2. ^ Gänzle, Michael G.; Zheng, Jinshui (2019-08-02). "Lifestyles of sourdough lactobacilli - Do they matter for microbial ecology and bread quality?". International Journal of Food Microbiology. 302: 15–23. doi:10.1016/j.ijfoodmicro.2018.08.019. ISSN 1879-3460. PMID 30172443. S2CID 52143236.
  3. ^ De Vuyst, Luc; Van Kerrebroeck, Simon; Leroy, Frédéric (2017). "Microbial Ecology and Process Technology of Sourdough Fermentation". Advances in Applied Microbiology. 100: 49–160. doi:10.1016/bs.aambs.2017.02.003. ISBN 9780128120484. ISSN 0065-2164. PMID 28732554.
  4. ^ Rudi F. Vogel; Melanie Pavlovic; Matthias A. Ehrmann; Arnim Wiezer; Heiko Liesegang; Stefanie Offschanka; Sonja Voget; Angel Angelov; Georg Bocker; Wolfgang Liebl (1 September 2011). "Genomic analysis reveals Lactobacillus sanfranciscensis as stable element in traditional sourdoughs". Microbial Cell Factories. 10 (Suppl 1): S6. doi:10.1186/1475-2859-10-S1-S6. PMC 3231932. PMID 21995419.
  5. ^ Kline, L.; Sugihara, T. F. (March 1971). "Microorganisms of the San Francisco sour dough bread process. II. Isolation and characterization of undescribed bacterial species responsible for the souring activity". Applied Microbiology. 21 (3): 459–465. doi:10.1128/am.21.3.459-465.1971. ISSN 0003-6919. PMC 377203. PMID 5553285.
  6. ^ a b Gobbetti, M.; Corsetti, A. (April 1997). "Lactobacillus sanfrancisco, a key sourdough lactic acid bacterium: a review". Food Microbiology. 14 (2): 175–187. doi:10.1006/fmic.1996.0083 – via Elsevier Science Direct.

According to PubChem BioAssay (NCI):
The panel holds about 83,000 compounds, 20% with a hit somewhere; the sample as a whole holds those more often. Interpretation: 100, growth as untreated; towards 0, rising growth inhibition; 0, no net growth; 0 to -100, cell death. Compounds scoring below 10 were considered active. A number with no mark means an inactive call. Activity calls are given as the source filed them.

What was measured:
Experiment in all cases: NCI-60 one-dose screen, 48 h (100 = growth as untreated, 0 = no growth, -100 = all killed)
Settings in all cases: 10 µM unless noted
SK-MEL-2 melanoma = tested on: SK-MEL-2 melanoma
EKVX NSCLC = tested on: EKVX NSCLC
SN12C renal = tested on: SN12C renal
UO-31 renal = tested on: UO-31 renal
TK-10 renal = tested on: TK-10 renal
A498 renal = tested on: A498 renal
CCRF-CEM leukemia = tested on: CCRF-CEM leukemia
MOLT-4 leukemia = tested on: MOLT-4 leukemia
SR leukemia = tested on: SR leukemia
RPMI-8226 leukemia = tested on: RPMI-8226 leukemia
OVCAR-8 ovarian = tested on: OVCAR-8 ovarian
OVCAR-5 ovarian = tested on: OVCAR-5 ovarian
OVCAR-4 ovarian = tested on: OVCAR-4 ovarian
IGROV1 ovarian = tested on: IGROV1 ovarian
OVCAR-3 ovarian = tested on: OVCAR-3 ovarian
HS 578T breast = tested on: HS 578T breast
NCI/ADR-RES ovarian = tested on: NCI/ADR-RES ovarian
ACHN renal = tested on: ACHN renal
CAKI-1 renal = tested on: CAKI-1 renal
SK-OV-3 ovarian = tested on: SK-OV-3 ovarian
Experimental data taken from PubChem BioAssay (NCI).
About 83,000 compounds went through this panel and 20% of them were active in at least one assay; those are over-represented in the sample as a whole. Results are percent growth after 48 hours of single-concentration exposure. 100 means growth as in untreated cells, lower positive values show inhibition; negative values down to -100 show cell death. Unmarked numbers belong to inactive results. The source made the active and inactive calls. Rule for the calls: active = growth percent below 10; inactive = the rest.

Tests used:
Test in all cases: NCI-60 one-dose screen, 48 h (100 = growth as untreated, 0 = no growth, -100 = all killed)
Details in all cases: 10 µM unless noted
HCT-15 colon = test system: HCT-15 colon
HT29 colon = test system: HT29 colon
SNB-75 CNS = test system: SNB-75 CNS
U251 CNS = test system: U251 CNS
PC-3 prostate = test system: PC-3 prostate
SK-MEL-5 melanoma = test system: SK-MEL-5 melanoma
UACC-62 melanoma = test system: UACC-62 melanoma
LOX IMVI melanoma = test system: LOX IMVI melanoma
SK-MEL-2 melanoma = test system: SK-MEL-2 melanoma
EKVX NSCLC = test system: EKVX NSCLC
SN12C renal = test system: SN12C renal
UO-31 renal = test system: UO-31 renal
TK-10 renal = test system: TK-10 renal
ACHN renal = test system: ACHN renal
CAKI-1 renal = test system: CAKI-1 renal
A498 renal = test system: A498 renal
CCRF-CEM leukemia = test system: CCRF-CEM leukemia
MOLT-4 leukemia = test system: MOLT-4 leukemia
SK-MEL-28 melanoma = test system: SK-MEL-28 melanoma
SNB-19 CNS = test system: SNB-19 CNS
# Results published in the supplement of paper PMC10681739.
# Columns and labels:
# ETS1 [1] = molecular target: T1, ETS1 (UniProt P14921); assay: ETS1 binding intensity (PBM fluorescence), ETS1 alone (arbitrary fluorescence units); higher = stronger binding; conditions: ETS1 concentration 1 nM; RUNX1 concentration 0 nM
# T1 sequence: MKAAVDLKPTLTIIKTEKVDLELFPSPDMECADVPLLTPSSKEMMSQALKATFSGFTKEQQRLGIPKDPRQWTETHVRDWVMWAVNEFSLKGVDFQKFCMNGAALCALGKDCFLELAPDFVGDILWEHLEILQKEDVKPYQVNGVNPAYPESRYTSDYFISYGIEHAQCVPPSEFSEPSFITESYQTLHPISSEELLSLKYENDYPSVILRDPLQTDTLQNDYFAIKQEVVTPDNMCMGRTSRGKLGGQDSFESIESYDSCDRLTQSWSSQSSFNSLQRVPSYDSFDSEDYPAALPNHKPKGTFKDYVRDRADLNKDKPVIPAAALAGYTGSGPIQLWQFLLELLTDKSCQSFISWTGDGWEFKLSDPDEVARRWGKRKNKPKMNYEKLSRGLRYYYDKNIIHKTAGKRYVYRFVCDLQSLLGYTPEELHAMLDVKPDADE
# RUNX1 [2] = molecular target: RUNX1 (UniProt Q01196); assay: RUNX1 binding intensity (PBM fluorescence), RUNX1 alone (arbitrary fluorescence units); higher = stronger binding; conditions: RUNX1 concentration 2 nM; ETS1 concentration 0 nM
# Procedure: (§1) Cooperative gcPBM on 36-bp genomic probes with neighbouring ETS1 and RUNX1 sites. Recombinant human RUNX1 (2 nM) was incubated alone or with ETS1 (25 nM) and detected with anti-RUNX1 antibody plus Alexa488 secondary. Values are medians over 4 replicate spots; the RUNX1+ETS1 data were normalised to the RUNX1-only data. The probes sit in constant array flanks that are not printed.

7. ^ Neubauer H, Glaasker E, Hammes WP, Poolman B, Konings WN (1994). "Mechanism of maltose uptake and glucose excretion in Lactobacillus sanfrancisco". J Bacteriol. 176 (10): 3007–12. doi:10.1128/jb.176.10.3007-3012.1994. PMC 205458. PMID 8188601.
  8. ^ Ganzle MG, Ehmann M, Hammes WP (1998). "Modeling of Growth of Lactobacillus sanfranciscensis and Candida milleri in Response to Process Parameters of Sourdough Fermentation". Appl Environ Microbiol. 64 (7): 2616–2623. Bibcode:1998ApEnM..64.2616G. doi:10.1128/AEM.64.7.2616-2623.1998. PMC 106434. PMID 9647838.
  9. ^ Vogel, R.F.; Pavlovic, M.; Ehrmann, M.A.; Wiezer, A.; Liesegang, H.; Offschanka, S.; Voget, S.; Angelov, A.; Böcker, G.; Liebl, W. (September 2011). "Genomic analysis reveals Lactobacillus sanfranciscensis as stable element in traditional sourdoughs". Microbial Cell Factories. 10 (Supplementary 1): S6. doi:10.1186/1475-2859-10-S1-S6. PMC 3231932. PMID 21995419.
  10. ^ Rogalski, E.; Ehrmann, M.A.; Vogel, R.F. (February 2021). "Intraspecies diversity and genome-phenotype-associations in Fructilactobacillus sanfranciscensis". Microbiological Research. 243. doi:10.1016/j.micres.2020.126625. PMID 33129664 – via Elsevier Science Direct.